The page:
First Storm


The first winter storm rolled in yesterday. It rained all evening, and into the night. Storms like this warm the air a bit, and I slept with my window open, listening to the rain all night long. My high desert mountain life takes me, every day, away from the wet lake life I lived in Michigan. I have chosen dry over moist. I leave my window open and remember.

I spoke with my sister yesterday, for her 58th birthday. The distance between us is larger than the 2000 miles that separates us geographically. Close in age, almost Irish twins, but as different as the stretch of prairie pictured above and the expanse of a Michigan lake. It’s good to make contact.

We get caught up in moments. Conversations. Looks. And suddenly the lifeline of an entire relationship or history  can be on the line. If you let it.


Richard and I cut wood out in Hart’s Prairie. He sawed, I hauled, thick logs of aspen from trees that looked like they had fallen a few weeks before, in anticipation of our arrival.

Definitely one of his favorite tools: the chain saw. Not mine. I steer clear. He dives in with the roar and blades and gasoline and whir like I do with my Kitchen Aid or wok.

When other folks, also seeking firewood, drove to our spot and heard the zip of that saw as they pulled out into the expanse, they quickly turned around. Everyone was seeking another load of wood before the storm.

We talked about abortion, of all things, on the drive out FS151. He has a logical viewpoint, and me an emotional one. I lean so far left I almost bump into him as we talk and drive through the cloud-covered forest. He stays centered, keeps us safely on the pot-holed dusty road. Those holes are deep puddles now. They’ll be mud by tomorrow.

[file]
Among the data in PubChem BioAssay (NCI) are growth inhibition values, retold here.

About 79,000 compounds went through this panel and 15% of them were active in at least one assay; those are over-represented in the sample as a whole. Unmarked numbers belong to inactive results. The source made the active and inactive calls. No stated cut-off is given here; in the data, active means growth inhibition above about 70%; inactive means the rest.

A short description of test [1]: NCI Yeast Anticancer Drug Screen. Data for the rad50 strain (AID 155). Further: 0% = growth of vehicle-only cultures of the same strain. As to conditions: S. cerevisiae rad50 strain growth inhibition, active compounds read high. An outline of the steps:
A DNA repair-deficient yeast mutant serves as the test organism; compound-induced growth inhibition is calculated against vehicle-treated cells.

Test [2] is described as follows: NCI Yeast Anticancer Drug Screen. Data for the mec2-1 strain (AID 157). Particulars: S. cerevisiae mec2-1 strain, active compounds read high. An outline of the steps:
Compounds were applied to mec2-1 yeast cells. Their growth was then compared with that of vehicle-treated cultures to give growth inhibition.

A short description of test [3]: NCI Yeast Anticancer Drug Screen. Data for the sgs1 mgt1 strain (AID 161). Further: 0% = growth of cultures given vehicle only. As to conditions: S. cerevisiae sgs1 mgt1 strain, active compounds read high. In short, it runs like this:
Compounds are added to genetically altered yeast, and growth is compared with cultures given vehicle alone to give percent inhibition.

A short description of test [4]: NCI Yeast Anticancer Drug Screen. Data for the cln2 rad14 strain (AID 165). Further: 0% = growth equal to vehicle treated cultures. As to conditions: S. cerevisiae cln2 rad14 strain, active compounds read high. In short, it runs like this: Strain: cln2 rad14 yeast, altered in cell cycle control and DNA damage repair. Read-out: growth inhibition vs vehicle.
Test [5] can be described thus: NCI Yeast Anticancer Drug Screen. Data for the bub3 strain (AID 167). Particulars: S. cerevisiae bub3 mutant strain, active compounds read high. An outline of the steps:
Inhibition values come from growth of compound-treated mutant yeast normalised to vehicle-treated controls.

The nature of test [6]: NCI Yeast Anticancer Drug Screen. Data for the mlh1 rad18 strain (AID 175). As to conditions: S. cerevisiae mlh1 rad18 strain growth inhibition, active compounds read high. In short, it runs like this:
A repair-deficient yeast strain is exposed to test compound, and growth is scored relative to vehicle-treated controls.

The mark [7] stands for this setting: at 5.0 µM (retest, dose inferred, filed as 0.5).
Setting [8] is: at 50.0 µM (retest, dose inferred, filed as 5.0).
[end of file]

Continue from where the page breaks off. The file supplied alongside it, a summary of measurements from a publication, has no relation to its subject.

I rely on Richard for that. Centered-ness. I grow emotional, and loud. He begs for my quiet.

img_20161120_151303083_hdrWe were all-task as we sawed and hauled. Sawed and hauled. When the truck was full, and the drizzle moistened our red cheeks, we headed back. The mountain disappeared before we made our exit. We had only spoken to the task, and then the mountain. It rained as we drove back to town. Sometimes it is so wonderful to just be quiet. Together.

Later I apologized for my loud approach to our conversation. I can work with you I said. He explained, but he didn’t need to do so, after the deaths of his son, step son, wife, he had grown quite excellent in suppression. He doesn’t like to witness fiery emotional outbursts. I know, I said, and you’ve fallen in love with an Irish hot-headed gal. But I can be more calm, I promised. He says he will listen as absolutely long as he can, but then he said, “I shut down.”  And I get hoarse, I thought. We’re good for each other.

The Poet and the Pilot
     a sonnet for Richard V

I cannot talk myself out of loving you,
no matter how hard I try, and I do.

You say, between kisses and games of cribbage,
“an unlikely pairing;” I think “kismet.”

You argue straight-faced with my poetry.
I fact check your sources diligently.

We love words, conversation, oh, to be right,
to listen to Barber’s adagio at night.

You negotiate clouds, quote Schofield or pleadings.
I steer images, bake pastries, give readings.

Reluctant, we navigate smoothly-etched sorrow;
leave vulnerable tight, tucked into bravado.

We revel this comfort, about-face the past,
Pirouette with grace this improbable match.

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